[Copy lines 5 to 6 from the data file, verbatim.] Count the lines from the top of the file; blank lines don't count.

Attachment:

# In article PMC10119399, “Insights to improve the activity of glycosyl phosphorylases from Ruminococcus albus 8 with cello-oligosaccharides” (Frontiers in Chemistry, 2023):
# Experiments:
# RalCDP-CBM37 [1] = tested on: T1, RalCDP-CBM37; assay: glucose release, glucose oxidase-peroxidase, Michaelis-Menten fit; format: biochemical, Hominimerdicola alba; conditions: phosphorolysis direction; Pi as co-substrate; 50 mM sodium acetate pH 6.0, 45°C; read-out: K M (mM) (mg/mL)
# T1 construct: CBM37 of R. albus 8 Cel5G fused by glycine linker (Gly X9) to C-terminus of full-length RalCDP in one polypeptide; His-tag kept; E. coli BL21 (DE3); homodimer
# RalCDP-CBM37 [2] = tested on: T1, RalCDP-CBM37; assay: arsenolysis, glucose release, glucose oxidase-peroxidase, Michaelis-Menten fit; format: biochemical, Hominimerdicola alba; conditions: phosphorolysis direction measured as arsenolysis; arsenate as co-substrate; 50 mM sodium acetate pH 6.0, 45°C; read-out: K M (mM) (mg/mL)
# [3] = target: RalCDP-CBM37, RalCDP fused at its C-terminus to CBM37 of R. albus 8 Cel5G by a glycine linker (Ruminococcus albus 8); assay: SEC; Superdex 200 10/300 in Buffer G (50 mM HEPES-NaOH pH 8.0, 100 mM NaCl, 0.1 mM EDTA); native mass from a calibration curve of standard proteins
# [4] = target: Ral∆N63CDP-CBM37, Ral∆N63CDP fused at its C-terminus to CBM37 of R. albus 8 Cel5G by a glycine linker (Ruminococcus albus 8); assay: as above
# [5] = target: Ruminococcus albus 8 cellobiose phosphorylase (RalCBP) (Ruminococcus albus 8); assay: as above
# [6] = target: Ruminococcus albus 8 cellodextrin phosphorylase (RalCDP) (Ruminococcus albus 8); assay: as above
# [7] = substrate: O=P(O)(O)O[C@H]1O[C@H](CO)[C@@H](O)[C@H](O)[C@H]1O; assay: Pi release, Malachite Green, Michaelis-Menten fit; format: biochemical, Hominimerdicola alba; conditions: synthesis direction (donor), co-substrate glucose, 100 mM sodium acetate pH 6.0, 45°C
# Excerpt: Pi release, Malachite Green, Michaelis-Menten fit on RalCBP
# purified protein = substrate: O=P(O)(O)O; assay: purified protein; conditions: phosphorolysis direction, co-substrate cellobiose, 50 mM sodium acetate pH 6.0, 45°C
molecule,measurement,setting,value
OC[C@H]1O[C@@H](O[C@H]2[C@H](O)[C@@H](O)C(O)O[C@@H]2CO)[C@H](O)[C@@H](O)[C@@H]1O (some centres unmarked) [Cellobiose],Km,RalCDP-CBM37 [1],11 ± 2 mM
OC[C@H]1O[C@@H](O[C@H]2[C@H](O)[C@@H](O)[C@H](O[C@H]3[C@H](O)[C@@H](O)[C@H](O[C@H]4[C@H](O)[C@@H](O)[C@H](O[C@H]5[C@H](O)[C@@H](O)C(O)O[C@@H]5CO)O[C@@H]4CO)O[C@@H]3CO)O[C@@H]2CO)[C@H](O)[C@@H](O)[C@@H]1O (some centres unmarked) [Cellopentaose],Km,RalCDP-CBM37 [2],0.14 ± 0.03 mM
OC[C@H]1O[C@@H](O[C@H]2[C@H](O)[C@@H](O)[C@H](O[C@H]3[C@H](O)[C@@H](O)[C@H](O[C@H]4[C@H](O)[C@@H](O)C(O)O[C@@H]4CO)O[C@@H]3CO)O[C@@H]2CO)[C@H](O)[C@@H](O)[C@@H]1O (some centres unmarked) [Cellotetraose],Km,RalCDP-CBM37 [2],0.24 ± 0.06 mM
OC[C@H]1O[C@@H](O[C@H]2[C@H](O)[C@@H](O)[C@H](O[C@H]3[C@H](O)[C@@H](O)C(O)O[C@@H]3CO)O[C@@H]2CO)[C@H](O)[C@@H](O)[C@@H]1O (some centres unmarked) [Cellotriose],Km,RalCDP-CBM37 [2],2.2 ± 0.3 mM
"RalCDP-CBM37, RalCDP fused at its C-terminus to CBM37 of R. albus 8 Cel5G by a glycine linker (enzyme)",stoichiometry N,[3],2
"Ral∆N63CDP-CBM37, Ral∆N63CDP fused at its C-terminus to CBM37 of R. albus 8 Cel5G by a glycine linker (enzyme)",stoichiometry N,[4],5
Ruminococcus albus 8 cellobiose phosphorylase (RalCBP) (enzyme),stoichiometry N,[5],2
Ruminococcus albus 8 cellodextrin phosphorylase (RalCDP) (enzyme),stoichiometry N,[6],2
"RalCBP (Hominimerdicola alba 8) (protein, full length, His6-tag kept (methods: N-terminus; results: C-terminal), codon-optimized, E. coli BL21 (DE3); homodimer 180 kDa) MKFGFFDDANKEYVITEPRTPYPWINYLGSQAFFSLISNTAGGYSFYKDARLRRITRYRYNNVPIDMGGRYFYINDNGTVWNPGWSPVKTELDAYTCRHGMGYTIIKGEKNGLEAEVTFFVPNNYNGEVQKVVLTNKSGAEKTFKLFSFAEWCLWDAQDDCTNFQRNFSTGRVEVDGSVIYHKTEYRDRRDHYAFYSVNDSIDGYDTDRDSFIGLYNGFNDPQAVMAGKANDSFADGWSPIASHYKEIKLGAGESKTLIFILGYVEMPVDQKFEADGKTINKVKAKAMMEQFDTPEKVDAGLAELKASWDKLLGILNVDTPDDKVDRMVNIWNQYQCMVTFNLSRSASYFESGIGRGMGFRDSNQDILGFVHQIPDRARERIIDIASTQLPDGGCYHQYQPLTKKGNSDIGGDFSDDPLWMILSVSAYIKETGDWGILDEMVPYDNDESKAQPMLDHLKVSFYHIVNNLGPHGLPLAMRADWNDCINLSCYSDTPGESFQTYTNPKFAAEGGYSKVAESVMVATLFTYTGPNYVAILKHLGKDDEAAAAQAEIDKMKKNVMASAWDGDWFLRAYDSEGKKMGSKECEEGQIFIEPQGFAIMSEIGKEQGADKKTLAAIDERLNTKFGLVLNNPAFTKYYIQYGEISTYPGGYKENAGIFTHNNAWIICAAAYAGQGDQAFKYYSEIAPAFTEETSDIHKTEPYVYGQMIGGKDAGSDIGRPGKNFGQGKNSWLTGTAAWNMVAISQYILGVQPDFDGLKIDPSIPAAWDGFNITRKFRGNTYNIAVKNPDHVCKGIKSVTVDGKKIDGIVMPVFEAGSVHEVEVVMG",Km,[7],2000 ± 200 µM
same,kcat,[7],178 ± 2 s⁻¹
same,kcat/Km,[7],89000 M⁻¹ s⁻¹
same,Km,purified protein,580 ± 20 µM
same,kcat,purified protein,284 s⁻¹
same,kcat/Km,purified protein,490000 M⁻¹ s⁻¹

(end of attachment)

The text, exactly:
# RalCDP-CBM37 [2] = tested on: T1, RalCDP-CBM37; assay: arsenolysis, glucose release, glucose oxidase-peroxidase, Michaelis-Menten fit; format: biochemical, Hominimerdicola alba; conditions: phosphorolysis direction measured as arsenolysis; arsenate as co-substrate; 50 mM sodium acetate pH 6.0, 45°C; read-out: K M (mM) (mg/mL)
# [3] = target: RalCDP-CBM37, RalCDP fused at its C-terminus to CBM37 of R. albus 8 Cel5G by a glycine linker (Ruminococcus albus 8); assay: SEC; Superdex 200 10/300 in Buffer G (50 mM HEPES-NaOH pH 8.0, 100 mM NaCl, 0.1 mM EDTA); native mass from a calibration curve of standard proteins